Research & Publications
Signal Jamming and Limit Pricing: A Unified Approach
Eric Bennett Rasmusen
In signal jamming, an rival uses observed profits to predict profitability, but those profits can be manipulated by a rival firm. In the present model, the size of the market is known to the incumbent, who is one of two firms that might occupy it. The potential rival observes profits, which can be manipulated by the incumbent. Depending on the monopoly premium and the prior probability that the market is large, the equilibrium may be pooling in pure or mixed strategies,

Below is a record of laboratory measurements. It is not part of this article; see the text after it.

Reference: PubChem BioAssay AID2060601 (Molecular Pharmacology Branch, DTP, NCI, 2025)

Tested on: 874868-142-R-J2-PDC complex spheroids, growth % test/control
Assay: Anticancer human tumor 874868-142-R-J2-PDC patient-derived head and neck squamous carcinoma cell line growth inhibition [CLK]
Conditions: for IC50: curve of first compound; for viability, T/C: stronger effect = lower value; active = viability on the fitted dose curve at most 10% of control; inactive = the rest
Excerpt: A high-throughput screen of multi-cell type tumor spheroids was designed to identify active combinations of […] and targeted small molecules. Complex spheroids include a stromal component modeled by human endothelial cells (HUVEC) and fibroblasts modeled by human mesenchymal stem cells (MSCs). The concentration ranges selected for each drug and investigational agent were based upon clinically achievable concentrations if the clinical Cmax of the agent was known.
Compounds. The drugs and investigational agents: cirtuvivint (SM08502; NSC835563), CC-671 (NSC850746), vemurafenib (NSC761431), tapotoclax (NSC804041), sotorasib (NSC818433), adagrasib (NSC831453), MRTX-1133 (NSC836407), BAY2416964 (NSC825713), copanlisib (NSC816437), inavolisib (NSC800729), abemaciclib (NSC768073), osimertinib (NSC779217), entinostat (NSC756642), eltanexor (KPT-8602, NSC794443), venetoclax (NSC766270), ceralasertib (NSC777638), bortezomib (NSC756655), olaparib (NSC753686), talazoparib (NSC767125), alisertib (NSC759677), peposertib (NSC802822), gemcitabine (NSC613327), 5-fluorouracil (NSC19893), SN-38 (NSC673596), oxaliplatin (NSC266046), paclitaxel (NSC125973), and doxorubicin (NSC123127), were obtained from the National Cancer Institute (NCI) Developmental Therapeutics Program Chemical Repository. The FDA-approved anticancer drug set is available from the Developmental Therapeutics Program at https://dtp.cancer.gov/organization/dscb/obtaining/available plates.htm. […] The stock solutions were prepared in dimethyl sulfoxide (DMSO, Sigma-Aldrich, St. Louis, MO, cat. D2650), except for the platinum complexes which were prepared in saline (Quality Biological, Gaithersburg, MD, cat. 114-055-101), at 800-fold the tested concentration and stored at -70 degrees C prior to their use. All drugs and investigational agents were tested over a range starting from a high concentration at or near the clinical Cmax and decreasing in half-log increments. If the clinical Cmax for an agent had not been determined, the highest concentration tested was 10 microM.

or separating, which are similar to the signal-jamming and signalling equilibria of Fudenberg & Tirole (1986) and Milgrom & Roberts (1982a) respectively. In contrast to the common result that strategic behavior encourages innovation even though it introduces current distortions, in this model the possibility of strategic behavior can either encourage or discourage entry into markets as yet unserved by any firm.
Rasmusen, Eric Bennett (1997), "Signal Jamming and Limit Pricing: A Unified Approach," Moriki Hosoe and Eric Rasmusen (eds.), Public Policy and Economic Analysis, Fukuoka, Japan: Kyushu University Press.